Both the Church of England and the Church of Scotland are taking steps to ensure that their churches are involved in public debate, and in protecting the most vulnerable in society. This shows a true following of Jesus' ministry, John Milne writes.
In his book Credo the Rev William Sloane Coffin asserts that "...Christianity is a worldview that undergirds progressive thought and action... To know God is to do justice. To recognize this implacable moral imperative of the faith represents the kind of good religion that mixes well with politics."
I was thus particularly impressed by the assertion from the Church of England Bishops (February 2015) to the effect that "the church has a duty to join the political debate" in order to participate in the development of “a fresh moral vision of the kind of country we want to be”.
The Church of Scotland also recognises the need to speak prophetically. For instance two of the purposes of its Church and Society Council are to lead the Church of Scotland in "being Prophetic – making theological, ethical and spiritual contributions to public policy and decision-making with a bias to the poor, speaking for the Church of Scotland on these issues, speaking truth to power and bringing to that voice the authenticity of congregational experiences. Being Missional – discerning and communicating the Gospel for 21st-century living in areas of public thinking, policy development, political debate and media discourse, especially in places that it is usually unheard, promoting action and campaigns on issues of need and helping others see and know the love of God."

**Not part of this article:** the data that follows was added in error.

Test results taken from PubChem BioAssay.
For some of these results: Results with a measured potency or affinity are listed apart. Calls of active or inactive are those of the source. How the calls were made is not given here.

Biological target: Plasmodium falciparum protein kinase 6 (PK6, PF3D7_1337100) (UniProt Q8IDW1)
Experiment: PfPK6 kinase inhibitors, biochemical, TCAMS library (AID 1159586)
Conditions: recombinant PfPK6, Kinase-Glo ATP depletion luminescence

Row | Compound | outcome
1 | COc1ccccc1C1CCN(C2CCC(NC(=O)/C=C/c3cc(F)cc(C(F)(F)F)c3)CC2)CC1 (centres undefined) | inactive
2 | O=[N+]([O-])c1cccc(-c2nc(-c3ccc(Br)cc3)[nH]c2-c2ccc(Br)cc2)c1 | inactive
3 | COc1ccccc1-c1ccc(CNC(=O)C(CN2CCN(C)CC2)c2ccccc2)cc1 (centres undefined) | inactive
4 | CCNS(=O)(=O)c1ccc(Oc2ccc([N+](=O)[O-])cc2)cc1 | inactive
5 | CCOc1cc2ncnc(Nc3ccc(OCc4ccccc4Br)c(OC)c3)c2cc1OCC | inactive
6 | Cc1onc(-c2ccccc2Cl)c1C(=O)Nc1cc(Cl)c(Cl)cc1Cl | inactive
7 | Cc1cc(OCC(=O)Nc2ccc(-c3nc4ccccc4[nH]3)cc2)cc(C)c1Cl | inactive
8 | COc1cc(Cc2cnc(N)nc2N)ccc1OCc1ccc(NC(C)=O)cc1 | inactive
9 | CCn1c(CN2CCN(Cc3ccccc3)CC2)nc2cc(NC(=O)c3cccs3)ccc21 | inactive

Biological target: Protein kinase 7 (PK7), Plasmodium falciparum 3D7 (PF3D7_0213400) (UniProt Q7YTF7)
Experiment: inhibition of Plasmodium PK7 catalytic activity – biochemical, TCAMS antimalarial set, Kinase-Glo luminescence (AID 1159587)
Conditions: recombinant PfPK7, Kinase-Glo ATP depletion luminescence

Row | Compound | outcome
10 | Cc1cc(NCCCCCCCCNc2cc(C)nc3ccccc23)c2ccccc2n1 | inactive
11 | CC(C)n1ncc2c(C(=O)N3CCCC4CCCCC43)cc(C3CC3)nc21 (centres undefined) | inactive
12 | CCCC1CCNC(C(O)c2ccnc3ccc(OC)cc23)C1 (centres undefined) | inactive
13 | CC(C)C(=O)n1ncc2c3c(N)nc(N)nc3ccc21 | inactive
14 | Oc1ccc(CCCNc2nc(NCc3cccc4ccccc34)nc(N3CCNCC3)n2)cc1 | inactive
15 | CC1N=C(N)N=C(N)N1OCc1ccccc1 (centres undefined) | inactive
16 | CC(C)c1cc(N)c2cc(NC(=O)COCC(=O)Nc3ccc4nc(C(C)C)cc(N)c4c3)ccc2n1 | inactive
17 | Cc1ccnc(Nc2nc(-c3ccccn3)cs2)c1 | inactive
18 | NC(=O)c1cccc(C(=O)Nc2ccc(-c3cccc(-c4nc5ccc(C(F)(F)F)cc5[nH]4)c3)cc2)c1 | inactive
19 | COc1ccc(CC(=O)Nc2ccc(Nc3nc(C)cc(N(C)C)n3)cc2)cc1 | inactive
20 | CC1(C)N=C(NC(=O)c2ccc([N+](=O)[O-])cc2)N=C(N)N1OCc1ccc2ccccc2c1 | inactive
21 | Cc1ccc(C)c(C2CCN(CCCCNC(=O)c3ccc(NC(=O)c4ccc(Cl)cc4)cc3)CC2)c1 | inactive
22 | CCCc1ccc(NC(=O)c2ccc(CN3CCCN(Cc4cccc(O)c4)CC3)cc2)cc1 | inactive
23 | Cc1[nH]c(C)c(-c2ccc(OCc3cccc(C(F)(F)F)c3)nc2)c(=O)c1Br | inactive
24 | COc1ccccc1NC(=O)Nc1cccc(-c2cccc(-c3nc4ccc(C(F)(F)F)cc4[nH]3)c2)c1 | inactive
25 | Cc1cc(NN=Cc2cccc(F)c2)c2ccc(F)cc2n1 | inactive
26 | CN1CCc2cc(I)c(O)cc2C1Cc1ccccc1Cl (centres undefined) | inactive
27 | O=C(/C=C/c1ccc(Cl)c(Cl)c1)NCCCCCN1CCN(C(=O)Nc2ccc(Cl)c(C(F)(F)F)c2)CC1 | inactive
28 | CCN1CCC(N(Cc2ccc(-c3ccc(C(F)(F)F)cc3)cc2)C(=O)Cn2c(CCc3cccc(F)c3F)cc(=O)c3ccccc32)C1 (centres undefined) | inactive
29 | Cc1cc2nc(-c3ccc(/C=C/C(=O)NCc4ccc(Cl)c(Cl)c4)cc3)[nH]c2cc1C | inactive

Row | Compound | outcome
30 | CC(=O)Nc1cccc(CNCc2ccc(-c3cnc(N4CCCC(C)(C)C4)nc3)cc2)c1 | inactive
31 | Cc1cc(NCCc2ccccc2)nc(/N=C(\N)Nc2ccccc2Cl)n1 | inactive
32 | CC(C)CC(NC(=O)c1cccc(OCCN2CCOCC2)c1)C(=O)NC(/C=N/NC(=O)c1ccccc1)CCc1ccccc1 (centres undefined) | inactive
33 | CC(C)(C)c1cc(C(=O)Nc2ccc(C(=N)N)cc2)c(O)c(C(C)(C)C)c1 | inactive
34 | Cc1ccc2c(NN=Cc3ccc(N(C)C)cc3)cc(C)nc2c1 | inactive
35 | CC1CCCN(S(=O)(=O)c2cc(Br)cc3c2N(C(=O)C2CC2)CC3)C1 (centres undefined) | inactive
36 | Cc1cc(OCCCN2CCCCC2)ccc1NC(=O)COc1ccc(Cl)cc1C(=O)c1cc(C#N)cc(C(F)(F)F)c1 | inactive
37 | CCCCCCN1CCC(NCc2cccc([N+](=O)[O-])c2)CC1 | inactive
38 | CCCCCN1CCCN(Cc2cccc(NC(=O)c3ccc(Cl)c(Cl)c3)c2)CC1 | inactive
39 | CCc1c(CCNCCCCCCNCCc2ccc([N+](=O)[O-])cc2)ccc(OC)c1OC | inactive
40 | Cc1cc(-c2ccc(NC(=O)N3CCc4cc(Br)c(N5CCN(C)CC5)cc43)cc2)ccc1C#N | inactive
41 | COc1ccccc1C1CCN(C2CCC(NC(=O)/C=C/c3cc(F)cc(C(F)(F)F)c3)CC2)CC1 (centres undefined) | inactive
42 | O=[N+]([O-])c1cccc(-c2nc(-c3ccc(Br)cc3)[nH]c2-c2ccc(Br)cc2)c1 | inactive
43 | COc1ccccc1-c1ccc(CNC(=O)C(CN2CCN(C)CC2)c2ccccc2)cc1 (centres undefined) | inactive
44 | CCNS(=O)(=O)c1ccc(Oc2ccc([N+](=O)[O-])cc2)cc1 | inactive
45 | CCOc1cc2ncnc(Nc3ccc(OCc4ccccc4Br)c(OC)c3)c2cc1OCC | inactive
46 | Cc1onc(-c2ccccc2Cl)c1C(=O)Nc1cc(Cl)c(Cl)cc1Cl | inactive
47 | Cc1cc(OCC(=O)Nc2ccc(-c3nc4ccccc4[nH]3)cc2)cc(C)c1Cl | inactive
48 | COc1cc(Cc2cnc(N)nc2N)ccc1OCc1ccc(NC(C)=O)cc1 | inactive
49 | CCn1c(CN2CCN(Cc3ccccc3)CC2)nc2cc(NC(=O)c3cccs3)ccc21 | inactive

Furthermore the Church of Scotland has given "Priority to the Poorest", an ethos now deeply embedded in its structures. The 2001 General Assembly stated: ‘priority for the poorest and most marginalised is the gospel imperative facing the whole Church and not just the Church in our poorest communities.’ Subsequent General Assemblies have re-affirmed that commitment and, even more importantly, the whole Church has sought to embody it with resources of buildings, people, money and time." This commitment to its poorest communities ..... is what gives the Church the authority to speak out on many of the critical justice issues of our day." (Extracted from Priority Areas Action Plan General Assembly 2014.)
But I think that, in these perilous times, the Kirk needs to be a lot more vociferous "especially in places that it is usually unheard". It must declare loudly and clearly the answer to Micah's question that stands at the heart of Jesus’s ministry: “And what does the LORD require of you but to do justice, and to love mercy, and to walk humbly with your God?” —Micah 6: 8
It must "speak truth to power" without fear of the inevitable criticism from the obvious political quarters.
That is its business.
John Milne is a CotL member and volunteer based in Uddingston, South Lanarkshire.